Fishing Report August 19, 2015 - A Close Call For Mr. Big on Cutfoot Sioux!
There, take that and don't ever try to eat that Bucktail again!!
Those are about the only words that I could think of when James Merenda hooked into a lucky Musky on Tuesday. That fish managed to shake the hooks before we could land it. That's how it happens sometimes, a plan comes so close to coming together that you can almost feel the victory, but it falls apart before you actually win.
If there's anything I learned this week, it's that Pike and Musky on Winnie and Cutfoot have learned how to tease us fishermen. Days of casting for toothy critters lead us down a path of near misses, close calls and coulda-woulda-shouldas.
It's not because there's a lack of fish, nor is it not knowing their location; holding along the deep weed lines, they are fairly easy to find. The fish can be caught too; trolling the weed lines with spinners has been working fine. But there's something holding them back from starting into a "full scale", active feeding period.
For anglers like us who would rather get up close and personal to catch them by casting, it takes a lot of perseverance to get a strike.
I'm not too sure what's holding them back, making them so shy about rising up to attack casted lures, but nipping, sniffing and almost eating hasn't helped put very many fish images on the camera.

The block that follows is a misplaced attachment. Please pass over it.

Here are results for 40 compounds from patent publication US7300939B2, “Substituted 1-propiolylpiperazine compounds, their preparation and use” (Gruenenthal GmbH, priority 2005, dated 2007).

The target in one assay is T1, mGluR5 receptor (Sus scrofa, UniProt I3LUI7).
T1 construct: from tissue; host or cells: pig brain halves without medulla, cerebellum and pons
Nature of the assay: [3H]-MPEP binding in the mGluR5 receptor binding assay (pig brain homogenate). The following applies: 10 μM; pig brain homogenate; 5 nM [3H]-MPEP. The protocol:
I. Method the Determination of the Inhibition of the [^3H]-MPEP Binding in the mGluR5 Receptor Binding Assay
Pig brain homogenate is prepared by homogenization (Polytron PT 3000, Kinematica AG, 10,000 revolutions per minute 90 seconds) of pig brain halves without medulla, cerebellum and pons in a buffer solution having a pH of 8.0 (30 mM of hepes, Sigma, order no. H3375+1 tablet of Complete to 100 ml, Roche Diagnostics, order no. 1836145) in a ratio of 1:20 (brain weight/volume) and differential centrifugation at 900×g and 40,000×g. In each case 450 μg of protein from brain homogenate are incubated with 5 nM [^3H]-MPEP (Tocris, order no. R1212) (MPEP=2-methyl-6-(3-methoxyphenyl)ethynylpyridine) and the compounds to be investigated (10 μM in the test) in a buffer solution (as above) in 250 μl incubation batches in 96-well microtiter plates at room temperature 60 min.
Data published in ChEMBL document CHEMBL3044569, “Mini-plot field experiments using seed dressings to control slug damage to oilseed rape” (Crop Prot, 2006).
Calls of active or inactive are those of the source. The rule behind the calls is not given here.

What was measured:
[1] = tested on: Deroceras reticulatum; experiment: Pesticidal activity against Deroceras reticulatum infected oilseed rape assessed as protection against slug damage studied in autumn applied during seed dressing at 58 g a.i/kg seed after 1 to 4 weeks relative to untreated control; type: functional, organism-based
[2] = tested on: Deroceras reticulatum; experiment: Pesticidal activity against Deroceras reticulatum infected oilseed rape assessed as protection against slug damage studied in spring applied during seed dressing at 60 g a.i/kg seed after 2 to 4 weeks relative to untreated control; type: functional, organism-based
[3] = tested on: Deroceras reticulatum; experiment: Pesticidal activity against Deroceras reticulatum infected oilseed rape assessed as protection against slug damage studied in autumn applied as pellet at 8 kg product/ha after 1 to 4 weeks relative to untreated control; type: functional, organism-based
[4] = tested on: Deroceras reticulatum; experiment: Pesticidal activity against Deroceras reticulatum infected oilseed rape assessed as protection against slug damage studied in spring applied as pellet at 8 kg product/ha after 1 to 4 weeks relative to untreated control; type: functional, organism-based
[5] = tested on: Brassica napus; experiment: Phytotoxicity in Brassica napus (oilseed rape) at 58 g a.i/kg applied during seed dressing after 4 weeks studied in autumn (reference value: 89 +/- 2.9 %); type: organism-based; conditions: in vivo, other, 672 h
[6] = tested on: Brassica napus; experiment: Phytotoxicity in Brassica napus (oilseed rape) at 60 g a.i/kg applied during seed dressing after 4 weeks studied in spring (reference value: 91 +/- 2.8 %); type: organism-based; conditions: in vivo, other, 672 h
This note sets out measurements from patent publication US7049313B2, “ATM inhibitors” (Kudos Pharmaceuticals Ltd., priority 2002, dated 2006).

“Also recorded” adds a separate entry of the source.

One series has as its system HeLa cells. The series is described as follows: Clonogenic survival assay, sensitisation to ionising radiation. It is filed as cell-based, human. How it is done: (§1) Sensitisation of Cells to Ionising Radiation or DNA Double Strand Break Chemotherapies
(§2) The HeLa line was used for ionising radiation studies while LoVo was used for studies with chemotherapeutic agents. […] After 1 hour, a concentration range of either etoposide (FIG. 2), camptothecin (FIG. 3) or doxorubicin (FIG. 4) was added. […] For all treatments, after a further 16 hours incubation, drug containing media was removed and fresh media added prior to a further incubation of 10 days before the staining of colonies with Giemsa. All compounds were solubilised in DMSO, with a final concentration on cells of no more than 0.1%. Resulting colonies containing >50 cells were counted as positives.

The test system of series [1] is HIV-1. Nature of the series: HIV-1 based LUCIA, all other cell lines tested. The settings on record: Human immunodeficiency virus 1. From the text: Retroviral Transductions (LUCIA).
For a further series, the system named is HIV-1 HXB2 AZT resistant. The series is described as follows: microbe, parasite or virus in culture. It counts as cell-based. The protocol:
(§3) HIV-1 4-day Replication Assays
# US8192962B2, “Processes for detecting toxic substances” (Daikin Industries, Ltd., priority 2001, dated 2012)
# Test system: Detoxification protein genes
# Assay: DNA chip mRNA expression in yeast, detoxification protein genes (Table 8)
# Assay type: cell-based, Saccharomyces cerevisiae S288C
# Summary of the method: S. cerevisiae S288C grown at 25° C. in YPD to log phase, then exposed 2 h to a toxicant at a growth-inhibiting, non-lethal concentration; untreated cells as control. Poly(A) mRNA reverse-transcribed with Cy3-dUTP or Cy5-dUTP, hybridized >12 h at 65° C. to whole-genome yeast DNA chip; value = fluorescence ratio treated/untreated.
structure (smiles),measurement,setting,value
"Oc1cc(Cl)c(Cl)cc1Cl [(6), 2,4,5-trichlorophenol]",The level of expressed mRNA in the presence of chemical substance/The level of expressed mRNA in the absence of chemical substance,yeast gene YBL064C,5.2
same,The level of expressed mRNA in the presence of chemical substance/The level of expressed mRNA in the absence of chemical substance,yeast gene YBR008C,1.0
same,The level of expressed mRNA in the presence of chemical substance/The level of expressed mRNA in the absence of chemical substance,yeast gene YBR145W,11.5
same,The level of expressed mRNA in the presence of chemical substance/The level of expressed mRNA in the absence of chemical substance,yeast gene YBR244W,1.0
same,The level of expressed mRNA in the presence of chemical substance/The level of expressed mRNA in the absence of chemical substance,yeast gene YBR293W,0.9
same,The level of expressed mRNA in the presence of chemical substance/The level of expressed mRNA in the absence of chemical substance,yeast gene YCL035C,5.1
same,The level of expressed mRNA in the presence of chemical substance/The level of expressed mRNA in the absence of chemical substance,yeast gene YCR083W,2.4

For the moment, if you want to catch Pike, it's gonna be a lot easier if you root them out of the weeds using live bait or by trolling. If we hadn't been so stubborn about casting, we would likely have caught a lot more fish. (8/19) From The Deer River Area, Brian Castellano's report appears to echo the sentiment, he wrote; "Mary, Amanda, Alaina, and I headed to a local Lake yesterday with a dozen big Sucker minnows that were destined for a bad day.
Some of our old, reliable hot spots weren't too hot and surprisingly, we had a slow start. Luckily, we kept searching fresh territory and did eventually find some fish. They were holding in deeper water, anywhere between 10-25 feet deep. Most of the fish were relating to a saddle that lays between 2 shoreline points.